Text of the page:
DKA gone wrong

Simulation report 1/2/24


In situ sim ED JHC


Hi everyone,

Thank you so much for participating and helping in today’s sim. I hope we all enjoyed the scenario.

In order to share our learning goals, I have formulated a sim report.

Our case:

22-year-old female being brought into hospital post ROSC. She was found by bystanders on the side of road, CPR commenced with a rapid ambulance response however unknown downtime.

She has ID on herself and is known to the system as an IVDU and non-compliant Insulin dependent Diabetic with frequent DKA presentations.

The Ambulance Officers have equipped her with an LMA and an IO during their resuscitative effort.



A and B: vomit around mouth, unprotected airway,

not tolerating airway support, pulling on LMA

Hypoxic and tachypnoeic

C: shocked, hypotensive and tachycardic, reduced cap refill

D:  agitated, reduced GCS,

E: BSL reads high and temp is 33.2

Learning goals:

  1. Setting management priorities

  highly unstable patient, gain control over situation

no ideal drug available however Ketamine thought to be safest (cautious dosing)

 light sedation hopefully buys you time to manage shock (C-A-B-C approach)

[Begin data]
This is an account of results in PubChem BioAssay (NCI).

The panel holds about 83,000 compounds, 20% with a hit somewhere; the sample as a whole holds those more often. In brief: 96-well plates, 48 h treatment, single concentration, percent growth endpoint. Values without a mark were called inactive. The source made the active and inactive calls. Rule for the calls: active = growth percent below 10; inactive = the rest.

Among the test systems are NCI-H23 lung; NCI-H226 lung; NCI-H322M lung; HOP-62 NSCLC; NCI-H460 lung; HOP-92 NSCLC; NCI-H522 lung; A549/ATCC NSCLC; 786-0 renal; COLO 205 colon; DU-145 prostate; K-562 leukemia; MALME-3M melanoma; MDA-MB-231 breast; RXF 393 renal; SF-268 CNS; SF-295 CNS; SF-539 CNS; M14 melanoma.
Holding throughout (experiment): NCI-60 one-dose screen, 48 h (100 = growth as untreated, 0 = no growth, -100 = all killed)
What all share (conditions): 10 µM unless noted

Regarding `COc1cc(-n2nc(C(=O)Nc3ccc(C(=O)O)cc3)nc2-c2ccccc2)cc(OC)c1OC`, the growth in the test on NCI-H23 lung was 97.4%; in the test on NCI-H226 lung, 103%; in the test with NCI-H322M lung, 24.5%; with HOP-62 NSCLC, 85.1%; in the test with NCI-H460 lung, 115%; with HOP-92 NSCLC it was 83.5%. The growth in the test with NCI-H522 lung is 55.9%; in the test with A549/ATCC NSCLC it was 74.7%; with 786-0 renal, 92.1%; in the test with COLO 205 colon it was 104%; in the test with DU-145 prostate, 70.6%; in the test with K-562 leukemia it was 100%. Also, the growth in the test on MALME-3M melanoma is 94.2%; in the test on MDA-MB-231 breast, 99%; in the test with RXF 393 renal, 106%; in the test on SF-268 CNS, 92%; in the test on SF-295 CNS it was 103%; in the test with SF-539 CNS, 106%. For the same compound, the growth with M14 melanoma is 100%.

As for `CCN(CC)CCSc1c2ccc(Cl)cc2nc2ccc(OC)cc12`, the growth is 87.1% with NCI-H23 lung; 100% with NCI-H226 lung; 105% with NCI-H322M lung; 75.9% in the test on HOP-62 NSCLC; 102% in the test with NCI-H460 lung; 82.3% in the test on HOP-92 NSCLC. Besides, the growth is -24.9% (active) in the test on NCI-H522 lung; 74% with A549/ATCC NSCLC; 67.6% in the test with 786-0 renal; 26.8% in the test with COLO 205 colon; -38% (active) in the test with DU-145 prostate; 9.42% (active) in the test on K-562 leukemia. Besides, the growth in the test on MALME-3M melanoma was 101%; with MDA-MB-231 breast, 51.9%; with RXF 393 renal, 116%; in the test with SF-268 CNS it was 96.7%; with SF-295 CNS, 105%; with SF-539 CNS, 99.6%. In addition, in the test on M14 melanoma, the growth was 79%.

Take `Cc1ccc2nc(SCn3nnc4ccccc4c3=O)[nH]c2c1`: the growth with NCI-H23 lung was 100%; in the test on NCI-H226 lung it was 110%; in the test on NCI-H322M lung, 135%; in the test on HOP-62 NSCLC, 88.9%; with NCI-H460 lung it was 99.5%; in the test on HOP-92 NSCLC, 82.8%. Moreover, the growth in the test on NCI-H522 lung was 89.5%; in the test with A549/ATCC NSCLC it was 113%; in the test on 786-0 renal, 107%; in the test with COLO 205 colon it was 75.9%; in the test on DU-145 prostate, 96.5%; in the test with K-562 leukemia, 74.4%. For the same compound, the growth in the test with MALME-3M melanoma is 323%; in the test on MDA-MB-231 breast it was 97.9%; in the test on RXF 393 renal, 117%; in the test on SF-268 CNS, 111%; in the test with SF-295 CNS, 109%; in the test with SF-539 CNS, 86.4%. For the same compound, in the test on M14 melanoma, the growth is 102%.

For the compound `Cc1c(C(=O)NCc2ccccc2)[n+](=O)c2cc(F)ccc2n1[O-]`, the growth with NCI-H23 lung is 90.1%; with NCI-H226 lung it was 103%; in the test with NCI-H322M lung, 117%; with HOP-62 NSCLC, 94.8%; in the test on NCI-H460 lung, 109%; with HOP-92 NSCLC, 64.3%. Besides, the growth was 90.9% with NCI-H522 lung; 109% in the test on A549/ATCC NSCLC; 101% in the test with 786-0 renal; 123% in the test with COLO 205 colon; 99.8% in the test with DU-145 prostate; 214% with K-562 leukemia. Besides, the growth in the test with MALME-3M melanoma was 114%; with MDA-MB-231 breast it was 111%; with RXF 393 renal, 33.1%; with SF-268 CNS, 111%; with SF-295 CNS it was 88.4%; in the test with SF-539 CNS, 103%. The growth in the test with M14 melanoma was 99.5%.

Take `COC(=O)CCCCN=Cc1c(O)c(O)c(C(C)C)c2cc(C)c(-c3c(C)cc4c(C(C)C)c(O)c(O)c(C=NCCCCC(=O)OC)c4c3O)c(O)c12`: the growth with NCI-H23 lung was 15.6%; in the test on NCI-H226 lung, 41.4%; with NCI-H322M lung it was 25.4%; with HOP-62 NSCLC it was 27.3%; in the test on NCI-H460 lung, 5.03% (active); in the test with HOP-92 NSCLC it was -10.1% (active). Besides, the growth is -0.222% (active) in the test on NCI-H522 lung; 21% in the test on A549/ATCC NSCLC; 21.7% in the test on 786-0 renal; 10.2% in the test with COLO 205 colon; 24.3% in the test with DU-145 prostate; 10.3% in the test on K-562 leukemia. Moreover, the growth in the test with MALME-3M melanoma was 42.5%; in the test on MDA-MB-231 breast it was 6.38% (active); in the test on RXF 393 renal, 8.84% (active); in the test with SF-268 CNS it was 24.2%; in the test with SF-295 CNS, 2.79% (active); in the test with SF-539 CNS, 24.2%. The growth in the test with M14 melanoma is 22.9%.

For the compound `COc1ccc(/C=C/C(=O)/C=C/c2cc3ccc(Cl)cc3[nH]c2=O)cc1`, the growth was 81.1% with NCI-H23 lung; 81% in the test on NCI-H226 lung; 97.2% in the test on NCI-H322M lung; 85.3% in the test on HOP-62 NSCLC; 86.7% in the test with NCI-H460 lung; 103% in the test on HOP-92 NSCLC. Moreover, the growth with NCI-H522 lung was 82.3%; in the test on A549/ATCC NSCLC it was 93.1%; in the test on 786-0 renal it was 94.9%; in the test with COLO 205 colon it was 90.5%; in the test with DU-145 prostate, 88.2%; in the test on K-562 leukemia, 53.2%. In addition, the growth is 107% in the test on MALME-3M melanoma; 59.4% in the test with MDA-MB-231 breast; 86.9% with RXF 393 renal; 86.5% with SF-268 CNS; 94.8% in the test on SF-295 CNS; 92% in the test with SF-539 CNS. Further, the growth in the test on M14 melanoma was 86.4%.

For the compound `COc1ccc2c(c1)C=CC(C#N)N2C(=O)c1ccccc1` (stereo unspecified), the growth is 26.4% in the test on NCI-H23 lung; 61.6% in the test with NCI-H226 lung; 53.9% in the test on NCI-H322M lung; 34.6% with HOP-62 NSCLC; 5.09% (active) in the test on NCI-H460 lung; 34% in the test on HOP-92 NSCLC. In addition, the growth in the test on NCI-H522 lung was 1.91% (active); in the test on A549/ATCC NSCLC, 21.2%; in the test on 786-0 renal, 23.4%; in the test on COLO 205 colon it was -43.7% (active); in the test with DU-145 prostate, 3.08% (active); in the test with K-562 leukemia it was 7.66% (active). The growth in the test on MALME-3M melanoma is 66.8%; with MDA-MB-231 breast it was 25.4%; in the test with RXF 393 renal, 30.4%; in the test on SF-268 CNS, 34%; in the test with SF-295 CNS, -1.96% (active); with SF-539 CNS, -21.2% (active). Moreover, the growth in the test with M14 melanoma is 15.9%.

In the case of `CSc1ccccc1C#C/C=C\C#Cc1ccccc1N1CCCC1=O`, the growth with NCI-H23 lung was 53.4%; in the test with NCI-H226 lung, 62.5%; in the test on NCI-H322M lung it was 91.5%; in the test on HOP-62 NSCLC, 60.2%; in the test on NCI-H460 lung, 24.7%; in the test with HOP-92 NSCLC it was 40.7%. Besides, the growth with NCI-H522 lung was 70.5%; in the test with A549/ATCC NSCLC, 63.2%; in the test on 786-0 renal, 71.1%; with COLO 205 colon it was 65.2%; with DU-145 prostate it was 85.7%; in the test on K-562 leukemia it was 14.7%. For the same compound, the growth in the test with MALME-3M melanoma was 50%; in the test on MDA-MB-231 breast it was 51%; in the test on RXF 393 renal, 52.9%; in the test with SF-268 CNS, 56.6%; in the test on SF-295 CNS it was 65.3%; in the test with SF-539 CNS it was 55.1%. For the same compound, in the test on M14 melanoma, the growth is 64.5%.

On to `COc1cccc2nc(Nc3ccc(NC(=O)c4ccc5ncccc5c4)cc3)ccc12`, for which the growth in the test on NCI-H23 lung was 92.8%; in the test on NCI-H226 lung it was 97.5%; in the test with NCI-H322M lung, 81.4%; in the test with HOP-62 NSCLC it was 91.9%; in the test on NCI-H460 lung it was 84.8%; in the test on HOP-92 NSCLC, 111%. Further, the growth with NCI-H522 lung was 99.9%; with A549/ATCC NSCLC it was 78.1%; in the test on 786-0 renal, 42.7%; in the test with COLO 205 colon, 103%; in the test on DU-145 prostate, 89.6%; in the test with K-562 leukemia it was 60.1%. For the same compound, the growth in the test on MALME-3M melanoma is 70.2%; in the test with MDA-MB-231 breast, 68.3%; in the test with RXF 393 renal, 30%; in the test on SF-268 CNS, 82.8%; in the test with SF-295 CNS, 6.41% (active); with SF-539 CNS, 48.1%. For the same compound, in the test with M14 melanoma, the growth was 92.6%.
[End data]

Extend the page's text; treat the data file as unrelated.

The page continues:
 managing shock before RSI will aim for prevention of rearrest

Keep in back of your mind this patient can rearrest ANY TIME

(close eye on pulse status and monitor)


  1. Management of an unstable DKA


manipulation of metabolic state is aimed at stabilization

of the myocardium to prevent rearrest

rapid assessment of metabolic state (vBG will guide management)

 rapid fluid replacement

 administration of CaGluconate and Nabicarbonate

replacement of K as per vBG

 commencement of Insulin infusion when access and hands available


  1. Post Rosc management


 required intubation as remained agitated or not protecting airway

 drug choice (Ketamine Fentanyl and rocuronium high dose)

 be aware of possible raised ICP due to cerebral oedema

neuroprotective intubation as benchmarking


 address possible cause of shock: cardiac stunning, dehydration and acidosis, sepsis, tension Pneumothorax post CPR

 keep patient well perfused,

over vigorous fluid resuscitation can increase likelihood of cerebral oedema,

commencement of adrenaline infusion to counteract shock



 be alert for signs of raised ICP, can be very Suttle in patient who is intubated and relaxed

 labile BP and HR can be only signs

 treat patient in 40-degree upright position with neuroprotective measures

 if signs of raised ICP, reduce amount of fluid resuscitation and consider Mannitol


 keep patient normothermic

For further reading I recommend the following:


Thank you again and please feel free to contact me under if you have any other ideas or questions.


See you again for the next in situ sim,

Irene Pelletier, FACEM